In the beginning, Lee would approach her clients—a good many of them senior citizens who weren’t even seeing her for their acne—and offer them care at a discounted rate, sometimes even free, in exchange for permission to record a procedure for public viewing. They usually agreed, especially since such procedures are rarely covered by insurance.
She now fields requests from people all over the world who are eager to be treated by the czar of zit-zapping. These are individuals who don’t mind their pores getting their 15 minutes of stomach-churning fame. And since she posts almost daily—with 2-3 million views per day and 60-70 million views per month—she is always on the hunt for the next big zit.
For herself, the patient, and her rapt audience, she says, “It’s been a win-win-win.” There’s also the Dr. Pimple Popper University, which almost serves as kind of WebMD for dermatology. It’s an educational part of her site where people can ask questions about their skin care and receive medical advice. “The younger generation doesn’t watch TV or read newspapers,” Lee says. “They go on Youtube and the internet to find answers.”
A product line was a natural extension of her portfolio. Daily, readers ask her what they should use on their skin. Many admit they don’t have the money to consult a dermatologist. She intends to bridge that gap.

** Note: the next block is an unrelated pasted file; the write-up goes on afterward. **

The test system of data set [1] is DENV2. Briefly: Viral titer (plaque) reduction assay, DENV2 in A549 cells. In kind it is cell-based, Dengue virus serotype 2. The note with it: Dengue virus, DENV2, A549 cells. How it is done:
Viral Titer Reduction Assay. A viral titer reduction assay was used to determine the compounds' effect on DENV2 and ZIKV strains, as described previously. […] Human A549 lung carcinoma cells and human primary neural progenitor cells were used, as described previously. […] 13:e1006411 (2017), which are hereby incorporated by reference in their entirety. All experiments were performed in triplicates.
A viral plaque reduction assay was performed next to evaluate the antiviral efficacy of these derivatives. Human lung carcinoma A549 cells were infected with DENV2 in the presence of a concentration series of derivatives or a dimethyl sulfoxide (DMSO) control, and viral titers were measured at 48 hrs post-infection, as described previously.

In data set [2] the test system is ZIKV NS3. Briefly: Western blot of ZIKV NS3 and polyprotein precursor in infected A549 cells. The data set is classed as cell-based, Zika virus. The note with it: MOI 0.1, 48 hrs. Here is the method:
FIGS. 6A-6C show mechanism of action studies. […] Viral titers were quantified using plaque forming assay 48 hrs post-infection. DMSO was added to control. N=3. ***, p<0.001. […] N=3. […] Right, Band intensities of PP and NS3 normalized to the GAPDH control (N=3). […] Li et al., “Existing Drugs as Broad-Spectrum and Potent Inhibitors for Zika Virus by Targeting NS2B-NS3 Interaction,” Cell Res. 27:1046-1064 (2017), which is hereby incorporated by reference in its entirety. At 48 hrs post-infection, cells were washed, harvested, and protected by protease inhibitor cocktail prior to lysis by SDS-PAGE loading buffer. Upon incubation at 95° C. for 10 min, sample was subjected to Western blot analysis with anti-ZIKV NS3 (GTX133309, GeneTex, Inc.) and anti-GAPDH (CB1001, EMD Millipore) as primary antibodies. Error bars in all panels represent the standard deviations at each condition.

“I want to try to help them and give them something that they can use that is recommended by a dermatologist that they actually know and trust,” she says. Lee envisions her business model becoming the future of medicine—one in which medical professionals advertise and brand their services via social media.
“Listen, did I think I was gonna be named Dr. Pimple Popper, that I’d be the queen of pimple popping a few years ago? No, that wasn’t my aspiration,” she says. “But I think that this sort of venue is important for medicine in general. I feel this is the direction a lot of physicians will go.”
Whereas previous generations may have turned to the Yellow Pages for medical recommendations, Lee envisions a time when people search through YouTube or Instagram to virtually meet their next physician. They’ll get a chance to peek into the office, get a sense of the doctor’s bedside manner, even observe a sample procedure.
Lee has a plan for how she’ll extend her empire. The SLMD x Dr. Pimple Popper Acne Spot Treatment is just the first of her skin care collection.
“I have some big dreams; I’m excited about what’s coming up,” she says. There are plenty of dermatologists and social media stars who have come out with their own lines with varying degrees of success, but Lee believes hers will be different. She believes that her desire to assist the acne-prone will come across to the consumer.
“I really want it to help people,” she says. While she doesn’t offer further details, she promises it will be “going in a bit of a different direction” than standard skin care lines. She realizes that some might think she can’t compete against industry heavyweights, but she’s no stranger to taking new, alternative routes.
“I hope that just like when I did the Dr. Pimple Popper videos, a lot of dermatologists were thinking, ‘Why didn’t I think of that?’ I hope they’ll say the same thing now: Why didn’t I think of that?”